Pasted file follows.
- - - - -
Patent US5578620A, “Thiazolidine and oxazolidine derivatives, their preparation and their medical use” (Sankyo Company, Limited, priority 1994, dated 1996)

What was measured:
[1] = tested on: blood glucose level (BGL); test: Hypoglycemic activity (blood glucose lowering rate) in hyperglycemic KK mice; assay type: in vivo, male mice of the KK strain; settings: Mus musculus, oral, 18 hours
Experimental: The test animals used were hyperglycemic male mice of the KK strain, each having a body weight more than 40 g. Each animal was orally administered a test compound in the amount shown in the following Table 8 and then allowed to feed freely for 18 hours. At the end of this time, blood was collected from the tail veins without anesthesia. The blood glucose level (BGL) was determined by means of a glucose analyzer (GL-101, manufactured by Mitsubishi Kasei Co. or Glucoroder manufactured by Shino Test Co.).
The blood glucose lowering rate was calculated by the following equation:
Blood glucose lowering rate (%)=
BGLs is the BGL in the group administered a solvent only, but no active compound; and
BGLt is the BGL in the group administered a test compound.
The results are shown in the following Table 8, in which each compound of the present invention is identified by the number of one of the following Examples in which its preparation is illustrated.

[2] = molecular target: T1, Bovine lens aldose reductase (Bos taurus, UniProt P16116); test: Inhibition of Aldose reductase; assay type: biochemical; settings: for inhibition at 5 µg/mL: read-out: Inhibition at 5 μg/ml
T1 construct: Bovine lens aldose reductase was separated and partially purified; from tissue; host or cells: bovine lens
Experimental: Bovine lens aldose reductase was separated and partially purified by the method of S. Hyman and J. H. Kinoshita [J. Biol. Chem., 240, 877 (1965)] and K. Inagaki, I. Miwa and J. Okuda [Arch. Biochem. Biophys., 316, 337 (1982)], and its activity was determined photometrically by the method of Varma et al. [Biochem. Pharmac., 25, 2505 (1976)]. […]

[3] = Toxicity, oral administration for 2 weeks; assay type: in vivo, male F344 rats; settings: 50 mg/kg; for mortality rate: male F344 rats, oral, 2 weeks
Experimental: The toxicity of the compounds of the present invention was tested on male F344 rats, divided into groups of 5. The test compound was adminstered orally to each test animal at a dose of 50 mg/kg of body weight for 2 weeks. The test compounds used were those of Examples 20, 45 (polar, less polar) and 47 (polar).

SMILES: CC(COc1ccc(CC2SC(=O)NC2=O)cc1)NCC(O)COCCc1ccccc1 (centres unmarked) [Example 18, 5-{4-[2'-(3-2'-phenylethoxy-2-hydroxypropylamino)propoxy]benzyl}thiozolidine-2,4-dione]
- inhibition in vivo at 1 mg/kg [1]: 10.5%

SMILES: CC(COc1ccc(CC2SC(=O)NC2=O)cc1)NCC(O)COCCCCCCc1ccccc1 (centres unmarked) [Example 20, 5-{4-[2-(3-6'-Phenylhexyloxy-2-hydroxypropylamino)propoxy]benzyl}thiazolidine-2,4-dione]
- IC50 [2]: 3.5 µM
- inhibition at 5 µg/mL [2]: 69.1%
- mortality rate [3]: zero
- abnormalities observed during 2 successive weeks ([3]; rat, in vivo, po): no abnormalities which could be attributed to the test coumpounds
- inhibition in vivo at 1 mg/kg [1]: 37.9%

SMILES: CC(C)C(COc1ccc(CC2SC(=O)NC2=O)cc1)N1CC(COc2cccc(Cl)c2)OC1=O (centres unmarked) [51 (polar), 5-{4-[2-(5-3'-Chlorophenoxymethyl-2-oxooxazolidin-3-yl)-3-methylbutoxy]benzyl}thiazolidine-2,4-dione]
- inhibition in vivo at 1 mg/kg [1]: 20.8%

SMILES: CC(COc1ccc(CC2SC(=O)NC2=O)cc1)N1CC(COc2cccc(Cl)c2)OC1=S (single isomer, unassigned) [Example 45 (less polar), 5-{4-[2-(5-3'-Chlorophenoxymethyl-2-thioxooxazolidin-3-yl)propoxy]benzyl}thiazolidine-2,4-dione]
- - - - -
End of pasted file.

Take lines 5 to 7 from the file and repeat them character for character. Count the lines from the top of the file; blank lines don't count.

The blood glucose lowering rate was calculated by the following equation:
Blood glucose lowering rate (%)=
BGLs is the BGL in the group administered a solvent only, but no active compound; and